ABU DHABI // The number of male students at Zayed University has risen by more than half this year, and most of the increase has come from the university's new campus.
About 1,400 young men are attending this year, from 900 last.
When it opened last year, the Khalifa City campus had 600 male students, compared with 3,300 women.
This year, while the number of women has risen by 21 per cent to about 4,000, the number of men has jumped by more than two-thirds to about 1,000.
And the previously all-female university hopes that lopsided increase will continue as words spreads that it now caters for both genders.
Mohammed Al Mazrouei, 18, is among this year's fourth intake of boys - and one of just 10 per cent of students who start federal university with enough English to go straight to a degree course, without remedial classes.
Mohammed wanted to study in Abu Dhabi, where his family live and where he grew up. The only universities in the emirate offering his chosen subject of international relations are Zayed University and the Sorbonne.
"French isn't my strong point so I chose Zayed University," he said.
Mohammed said it was becoming the university of choice for local teenagers.
"Most of my high school and most of my neighbourhood is here," he said. "It's definitely word of mouth and parents like their kids to come here, not only because it carries Sheikh Zayed's name but because it has built a reputation."
Mohamed Al Romaithi, 19, has also gone straight to his degree course in IT engineering.
"If you graduate from Zayed University companies come looking for you, you don't have to even look for the jobs," Mohamed said.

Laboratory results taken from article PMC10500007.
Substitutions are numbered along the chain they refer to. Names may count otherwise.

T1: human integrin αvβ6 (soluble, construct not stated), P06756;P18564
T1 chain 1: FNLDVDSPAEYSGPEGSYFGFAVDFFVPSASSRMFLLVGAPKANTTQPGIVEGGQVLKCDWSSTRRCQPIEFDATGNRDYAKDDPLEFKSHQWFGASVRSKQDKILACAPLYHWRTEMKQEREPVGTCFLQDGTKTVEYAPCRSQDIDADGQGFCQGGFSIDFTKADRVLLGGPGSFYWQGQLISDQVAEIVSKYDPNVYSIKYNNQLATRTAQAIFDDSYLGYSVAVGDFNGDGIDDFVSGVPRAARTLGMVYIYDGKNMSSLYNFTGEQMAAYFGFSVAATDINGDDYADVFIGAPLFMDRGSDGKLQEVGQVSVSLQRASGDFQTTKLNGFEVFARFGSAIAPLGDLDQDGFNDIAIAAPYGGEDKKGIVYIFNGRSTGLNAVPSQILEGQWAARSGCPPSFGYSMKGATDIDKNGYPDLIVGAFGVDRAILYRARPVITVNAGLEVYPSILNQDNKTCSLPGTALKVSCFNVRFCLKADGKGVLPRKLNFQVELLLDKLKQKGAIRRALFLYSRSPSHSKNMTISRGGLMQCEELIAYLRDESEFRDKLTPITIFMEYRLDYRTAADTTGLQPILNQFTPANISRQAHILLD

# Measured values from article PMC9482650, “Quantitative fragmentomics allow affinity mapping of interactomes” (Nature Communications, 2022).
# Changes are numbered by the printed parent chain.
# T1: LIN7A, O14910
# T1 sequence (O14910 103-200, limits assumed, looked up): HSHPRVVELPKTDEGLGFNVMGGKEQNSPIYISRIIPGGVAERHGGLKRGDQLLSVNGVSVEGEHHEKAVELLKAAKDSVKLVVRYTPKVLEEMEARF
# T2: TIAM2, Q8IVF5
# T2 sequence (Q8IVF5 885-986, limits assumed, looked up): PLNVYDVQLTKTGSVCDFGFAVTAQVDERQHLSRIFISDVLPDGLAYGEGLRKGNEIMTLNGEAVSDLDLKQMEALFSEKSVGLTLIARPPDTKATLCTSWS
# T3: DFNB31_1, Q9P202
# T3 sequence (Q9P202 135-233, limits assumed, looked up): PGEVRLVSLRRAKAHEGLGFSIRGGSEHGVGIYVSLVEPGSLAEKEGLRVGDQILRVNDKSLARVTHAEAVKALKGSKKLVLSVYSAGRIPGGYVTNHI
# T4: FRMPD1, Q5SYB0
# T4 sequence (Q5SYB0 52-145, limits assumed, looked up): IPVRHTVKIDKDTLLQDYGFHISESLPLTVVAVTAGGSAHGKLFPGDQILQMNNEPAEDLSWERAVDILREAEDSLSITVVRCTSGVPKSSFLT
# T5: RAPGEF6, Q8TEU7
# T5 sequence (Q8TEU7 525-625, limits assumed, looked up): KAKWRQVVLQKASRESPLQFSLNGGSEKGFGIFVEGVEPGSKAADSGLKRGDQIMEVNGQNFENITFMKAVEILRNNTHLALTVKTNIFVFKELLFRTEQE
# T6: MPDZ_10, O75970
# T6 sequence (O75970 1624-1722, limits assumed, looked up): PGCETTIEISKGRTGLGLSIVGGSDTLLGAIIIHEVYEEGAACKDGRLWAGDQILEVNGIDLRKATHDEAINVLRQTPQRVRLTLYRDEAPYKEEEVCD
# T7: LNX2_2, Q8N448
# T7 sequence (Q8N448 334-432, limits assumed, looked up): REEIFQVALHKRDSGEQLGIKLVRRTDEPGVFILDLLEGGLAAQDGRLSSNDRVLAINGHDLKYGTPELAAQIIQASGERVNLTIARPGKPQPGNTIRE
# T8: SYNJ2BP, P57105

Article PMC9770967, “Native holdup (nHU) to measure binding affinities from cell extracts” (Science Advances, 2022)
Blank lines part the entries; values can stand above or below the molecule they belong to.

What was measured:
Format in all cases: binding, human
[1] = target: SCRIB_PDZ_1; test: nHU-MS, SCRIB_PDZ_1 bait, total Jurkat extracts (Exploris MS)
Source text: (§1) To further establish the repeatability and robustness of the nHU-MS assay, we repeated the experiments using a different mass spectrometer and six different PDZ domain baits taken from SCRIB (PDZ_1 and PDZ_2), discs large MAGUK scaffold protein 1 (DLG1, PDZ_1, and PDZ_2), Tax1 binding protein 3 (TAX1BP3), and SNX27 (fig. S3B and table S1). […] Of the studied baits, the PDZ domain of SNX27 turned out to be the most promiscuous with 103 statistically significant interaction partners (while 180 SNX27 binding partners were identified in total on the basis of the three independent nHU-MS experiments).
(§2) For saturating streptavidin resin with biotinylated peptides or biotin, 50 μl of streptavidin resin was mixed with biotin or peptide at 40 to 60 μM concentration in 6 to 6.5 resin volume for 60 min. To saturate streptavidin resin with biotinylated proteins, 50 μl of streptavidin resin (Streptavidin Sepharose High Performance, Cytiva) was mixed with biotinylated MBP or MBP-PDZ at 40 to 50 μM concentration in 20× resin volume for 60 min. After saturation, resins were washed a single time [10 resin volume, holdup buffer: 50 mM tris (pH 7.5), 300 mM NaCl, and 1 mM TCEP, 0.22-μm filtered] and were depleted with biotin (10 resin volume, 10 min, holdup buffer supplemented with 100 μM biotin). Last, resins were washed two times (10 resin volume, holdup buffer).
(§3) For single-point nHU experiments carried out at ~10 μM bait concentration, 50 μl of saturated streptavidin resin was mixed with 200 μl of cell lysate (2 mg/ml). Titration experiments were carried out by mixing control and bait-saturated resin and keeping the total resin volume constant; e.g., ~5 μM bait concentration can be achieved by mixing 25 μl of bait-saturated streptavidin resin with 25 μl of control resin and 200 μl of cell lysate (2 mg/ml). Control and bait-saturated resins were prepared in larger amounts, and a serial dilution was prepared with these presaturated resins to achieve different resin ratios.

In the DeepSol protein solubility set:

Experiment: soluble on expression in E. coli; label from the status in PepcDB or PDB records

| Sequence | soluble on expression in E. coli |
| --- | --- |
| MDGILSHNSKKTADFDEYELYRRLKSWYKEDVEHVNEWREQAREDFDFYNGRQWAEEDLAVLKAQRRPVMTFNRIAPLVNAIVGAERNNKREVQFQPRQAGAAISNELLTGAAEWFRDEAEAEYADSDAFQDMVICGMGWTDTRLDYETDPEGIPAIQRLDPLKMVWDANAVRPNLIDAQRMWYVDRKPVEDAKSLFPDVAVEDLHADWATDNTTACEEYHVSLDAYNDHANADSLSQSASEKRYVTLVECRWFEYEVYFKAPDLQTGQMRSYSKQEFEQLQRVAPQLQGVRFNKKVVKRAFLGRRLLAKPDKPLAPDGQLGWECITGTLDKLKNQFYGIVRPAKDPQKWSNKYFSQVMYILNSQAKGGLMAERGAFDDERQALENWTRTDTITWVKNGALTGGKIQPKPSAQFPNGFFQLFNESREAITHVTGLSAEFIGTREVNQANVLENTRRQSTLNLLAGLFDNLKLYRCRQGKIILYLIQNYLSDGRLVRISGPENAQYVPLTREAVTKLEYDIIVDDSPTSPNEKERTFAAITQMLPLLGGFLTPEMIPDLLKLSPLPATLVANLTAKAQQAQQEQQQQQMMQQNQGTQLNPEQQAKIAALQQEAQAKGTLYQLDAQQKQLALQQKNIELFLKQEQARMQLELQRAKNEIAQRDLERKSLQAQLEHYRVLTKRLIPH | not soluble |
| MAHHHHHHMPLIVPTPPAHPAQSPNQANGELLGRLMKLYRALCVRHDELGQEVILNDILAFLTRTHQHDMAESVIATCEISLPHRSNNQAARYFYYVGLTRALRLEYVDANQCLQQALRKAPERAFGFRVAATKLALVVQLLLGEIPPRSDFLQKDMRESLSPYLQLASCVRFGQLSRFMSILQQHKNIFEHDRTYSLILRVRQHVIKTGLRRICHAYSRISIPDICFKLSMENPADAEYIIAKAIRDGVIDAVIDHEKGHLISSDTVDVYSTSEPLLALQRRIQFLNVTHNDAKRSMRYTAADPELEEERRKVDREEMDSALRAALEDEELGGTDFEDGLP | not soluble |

"Like the Crown Prince's Court - it's already looking for the students with the high grades before you even graduate. That's not going to happen if you study abroad."
Ayman Al Hussaini, 23, was keen to go to university with his school friends. He has just begun a degree in strategic communications, after working since high school.
Ayman chose Zayed University because it allows students to specialise from the start, rather than only in the final year.
The rising number of men is good news for those attending. The university's classes remain segregated so the small number of men in the first couple of years limited the number of viable courses.
But as more men enrol, they can be offered a wider, more appealing range of courses.
"As the number of males grows, we want to be able to offer the same courses to males as we do females," said the provost, Larry Wilson. "In Abu Dhabi, we can nearly do that."
The new location also helped.
"We're in a new catchment area, close to Khalifa City, Mohammed Bin Zayed City and Shahama," said Bryan Gilroy, the vice provost.
And as more boys see their friends and relatives go to Zayed University, more are spurred to follow.
"They realise we're not just a female university," Mr Gilroy said. "We've moved away from that."
Wayne Jones, associate director of the Abu Dhabi campus, said the past tendency for boys to study elsewhere was changing.
"Zayed University has a good reputation now," Mr Jones said. "Most males will have sisters or relatives who've studied here and see it's a place they'd like to come."
Mr Gilroy said many men with diplomas from the Higher Colleges of Technology were moving to the university to gain their degrees.
"We've also made a point to go out to the boys' schools, as well as sending out students from here as role models - not just the high achievers, but students to show they too can come here and achieve."
The Dubai campus took its first men in 2010, a year after Abu Dhabi. It still has far fewer men - only 395, compared with 4,000 women.
Unlike the capital, men in Dubai have to use the same classrooms as women at different times of day.